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Manipulation and Pain Sensitivity Nov/Dec 2012
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Nov/Dec 2012

Manipulation and Pain Sensitivity

Summary provided by Dean L. Smith, D.C., Ph.D.

Coronado RA, Gay CW, Bialosky JE, Carnaby GD, Bishop MD, George SZ. Changes in pain sensitivity following spinal manipulation: A systematic review and meta-analysis. J Electromyogr Kinesiol. 2012 Jan 30. [Epub ahead of print] PubMed PMID: 22296867
Spinal manipulation (SMT) is commonly used for treatment of individuals with pain. Despite the clinical effectiveness of SMT, the mechanisms by which it reduces pain/disability remain largely unknown. Studies using pain sensitivity testing for measuring the response to SMT are appropriate for considering potential mechanisms of action.
Reductions in pain sensitivity or hypoalgesia following SMT may be indicative of a mechanism related to pain processing. Examining the hypoalgesic mechanisms may provide insight into how SMT works. For instance Bialosky (2009) reported an immediate hypoalgesic response in the lower extremity to a specific noxious thermal stimulus following lumbar SMT in LBP (low back pain) patients. This effect is likely at the spinal cord level due to: 1) effect localized to innervated area; 2) findings specific to temporal summation of pain.
Characteristics of pain sensitivity include: 
1) Sensory modality – thermal, mechanical, electrical etc.
2) Psychophysical response – assessed by minimal amount of stimulus to generate pain (threshold) or change in pain sensitivity to repeated stimulation (temporal summation) or multiple locations of stimulation (spatial summation).
3) Location of stimulus – local or remote to injured or intervention area.
In studies of pain sensitivity related to SMT, pain sensitivity is usually checked before and after single or multiple SMT’s.
The purpose of this paper was to review and analyze the growing literature on SMT and its hypoalgesic effects and effects on pain sensitivity.
Specific interests of the authors of this paper were to: 1) quantify pain sensitivity after SMT; 2) characterize SMT based on sample (ie chronic pain vs healthy folks) and location of assessment (local or remote to SMT site).
If remote changes in pain sensitivity exist, it may indicate a generalized effect such as modulation through nociceptive afferent processing in the CNS.
Studies that were examined in this paper included RCTs excluded case reports, case series, and single case studies. Studies included healthy subjects, or patients with musculoskeletal disorders. Non-musculoskeletal conditions were excluded (ie cardiac).
SMTs in the studies included high velocity, and low-amplitude manipulations that did not have to generate an audible release. Both manual manipulations and instrument manipulations were included for analysis. Studies were excluded if the sole effect of SMT could not be established.
The outcome measure that was assessed in this systematic review was pain sensitivity (including characteristics such as sensory modality, response, and location). Quality assessment of the articles used the 12 item criteria from Cochrane Back Review Group (studies having met 6 or more of the 12 items are low risk of bias (higher quality). Only the immediate effect of SMT on pressure pain threshold (PPT) had an adequate number of studies to analyze.
The authors found 20 studies (n=974) to include in their analysis. Nine studies had symptomatic subjects (symptoms including: epicondylalgia, LBP, neck pain, and SI joint pain). Differences in manipulation site and type of manipulations were employed in the studies. No two studies used the same thoracic SMT technique. Studies investigated responses to chemical, electrical, thermal and mechanical stimuli. The included responses were threshold and temporal summation of pain. All studies using mechanical measures examined PPT, but there was variation in the region examined (neck, elbow, head, lumbar, trapezius, web space of fingers/toes). All but 3 studies only looked at the immediate effect of SMT.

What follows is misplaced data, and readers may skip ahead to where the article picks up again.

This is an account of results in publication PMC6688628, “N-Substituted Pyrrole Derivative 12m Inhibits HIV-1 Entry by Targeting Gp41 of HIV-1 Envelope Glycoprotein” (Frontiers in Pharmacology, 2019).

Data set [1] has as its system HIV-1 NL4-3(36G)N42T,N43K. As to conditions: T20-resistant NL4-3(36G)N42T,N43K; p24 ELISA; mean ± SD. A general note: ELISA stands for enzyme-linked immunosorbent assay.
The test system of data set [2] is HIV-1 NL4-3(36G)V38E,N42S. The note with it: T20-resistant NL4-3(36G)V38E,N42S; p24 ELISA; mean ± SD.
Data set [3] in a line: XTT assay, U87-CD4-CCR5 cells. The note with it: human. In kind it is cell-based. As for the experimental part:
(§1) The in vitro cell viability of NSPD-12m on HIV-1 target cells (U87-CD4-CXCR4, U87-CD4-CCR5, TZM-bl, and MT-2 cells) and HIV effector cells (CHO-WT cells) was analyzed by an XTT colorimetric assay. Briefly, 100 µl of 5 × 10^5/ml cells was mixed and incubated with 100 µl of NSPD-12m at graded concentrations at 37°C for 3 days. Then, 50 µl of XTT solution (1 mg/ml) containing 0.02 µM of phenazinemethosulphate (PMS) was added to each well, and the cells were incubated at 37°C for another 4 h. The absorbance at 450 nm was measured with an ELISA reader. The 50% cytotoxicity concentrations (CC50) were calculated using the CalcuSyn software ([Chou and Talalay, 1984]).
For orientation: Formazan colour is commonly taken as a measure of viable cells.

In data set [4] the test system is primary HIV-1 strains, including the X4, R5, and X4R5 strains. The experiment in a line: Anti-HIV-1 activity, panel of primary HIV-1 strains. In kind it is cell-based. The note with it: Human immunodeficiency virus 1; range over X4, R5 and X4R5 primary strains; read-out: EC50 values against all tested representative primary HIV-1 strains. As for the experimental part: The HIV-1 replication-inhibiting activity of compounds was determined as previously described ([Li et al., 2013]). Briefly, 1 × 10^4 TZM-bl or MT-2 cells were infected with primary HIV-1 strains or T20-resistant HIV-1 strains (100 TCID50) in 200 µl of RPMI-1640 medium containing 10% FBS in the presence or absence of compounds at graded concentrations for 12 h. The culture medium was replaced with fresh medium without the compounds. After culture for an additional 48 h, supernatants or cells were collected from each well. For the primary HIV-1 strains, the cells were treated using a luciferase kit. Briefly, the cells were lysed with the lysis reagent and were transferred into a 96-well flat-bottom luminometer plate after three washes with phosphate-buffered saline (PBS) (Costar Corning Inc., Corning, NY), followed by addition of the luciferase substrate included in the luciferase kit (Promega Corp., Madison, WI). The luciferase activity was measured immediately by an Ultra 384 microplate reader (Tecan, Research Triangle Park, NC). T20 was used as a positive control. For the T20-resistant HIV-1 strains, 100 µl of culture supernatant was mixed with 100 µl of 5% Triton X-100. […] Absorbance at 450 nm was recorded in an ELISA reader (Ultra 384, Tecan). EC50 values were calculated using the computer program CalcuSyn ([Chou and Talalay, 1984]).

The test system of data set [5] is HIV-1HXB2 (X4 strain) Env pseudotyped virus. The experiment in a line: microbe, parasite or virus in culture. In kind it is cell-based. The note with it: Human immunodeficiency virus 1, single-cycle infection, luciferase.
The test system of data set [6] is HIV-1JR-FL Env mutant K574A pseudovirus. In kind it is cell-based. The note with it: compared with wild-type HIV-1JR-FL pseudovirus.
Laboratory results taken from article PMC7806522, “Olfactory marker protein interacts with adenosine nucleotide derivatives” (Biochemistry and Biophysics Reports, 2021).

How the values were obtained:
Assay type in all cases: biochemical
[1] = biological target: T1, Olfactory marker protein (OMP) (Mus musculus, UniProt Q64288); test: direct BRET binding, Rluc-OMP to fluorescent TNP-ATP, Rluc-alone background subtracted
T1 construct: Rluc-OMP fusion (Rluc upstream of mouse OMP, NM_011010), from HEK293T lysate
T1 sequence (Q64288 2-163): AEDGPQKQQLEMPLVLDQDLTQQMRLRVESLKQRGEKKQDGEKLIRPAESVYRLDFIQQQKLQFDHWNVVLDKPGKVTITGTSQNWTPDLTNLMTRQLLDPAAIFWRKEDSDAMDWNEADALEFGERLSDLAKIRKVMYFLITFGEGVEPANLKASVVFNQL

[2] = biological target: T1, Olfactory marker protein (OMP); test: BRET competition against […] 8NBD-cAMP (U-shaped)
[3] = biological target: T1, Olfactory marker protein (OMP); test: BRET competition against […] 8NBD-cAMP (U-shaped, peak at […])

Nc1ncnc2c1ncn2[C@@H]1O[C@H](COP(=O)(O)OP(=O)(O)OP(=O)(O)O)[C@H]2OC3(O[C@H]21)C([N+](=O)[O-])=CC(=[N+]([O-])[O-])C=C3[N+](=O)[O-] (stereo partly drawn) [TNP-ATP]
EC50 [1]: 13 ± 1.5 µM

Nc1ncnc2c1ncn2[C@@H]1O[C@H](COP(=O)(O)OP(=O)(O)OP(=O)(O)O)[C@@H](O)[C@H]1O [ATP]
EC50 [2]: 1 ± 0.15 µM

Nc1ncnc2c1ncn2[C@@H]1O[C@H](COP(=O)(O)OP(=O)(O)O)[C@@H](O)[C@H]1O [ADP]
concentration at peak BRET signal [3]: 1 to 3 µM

Only 10 of the 20 studies met criteria for meta-analysis (all 10 investigated immediate effect of SMT).
Key findings of this study were:
•     A summary effect suggested a small but favorable effect of SMT on increasing PPT compared to other treatments.
•     Summary effect estimate demonstrated a small favorable, but non-significant effect of SMT on increasing PPT in both the clinical and healthy populations.
•     The summary effect estimate demonstrated a small favorable, but non-significant effect of SMT on increasing PPT at the local site.
•     For the remote site, the summary effect estimate demonstrated a small, but significant effect for SMT on increasing PPT.
•     SMT has a favorable effect on increasing PPT, or reducing pain sensitivity, when compared to other forms of intervention. This effect on PPT was largest when measured at a remote anatomical region.
•     When examining the effect of SMT based on population, there did not appear to be a different effect when studied in healthy versus clinical samples. Therefore, this difference in pain state does not seem to affect the response to SMT.
•     The findings lend support to a possible general effect of SMT beyond the effect expected at the local region of SMT application.
•     Mechanisms of SMT are theorized to result from both spinal cord mediated mechanisms and supraspinal mediated mechanisms.
So, what does this study tell us? It tells us that SMT has a pain reducing effect as measured by PPT. Additionally, the effect of SMT on pain reduction was statistically significant at remote locations. For example, adjusting the neck yielded reduction in pain at the elbow.
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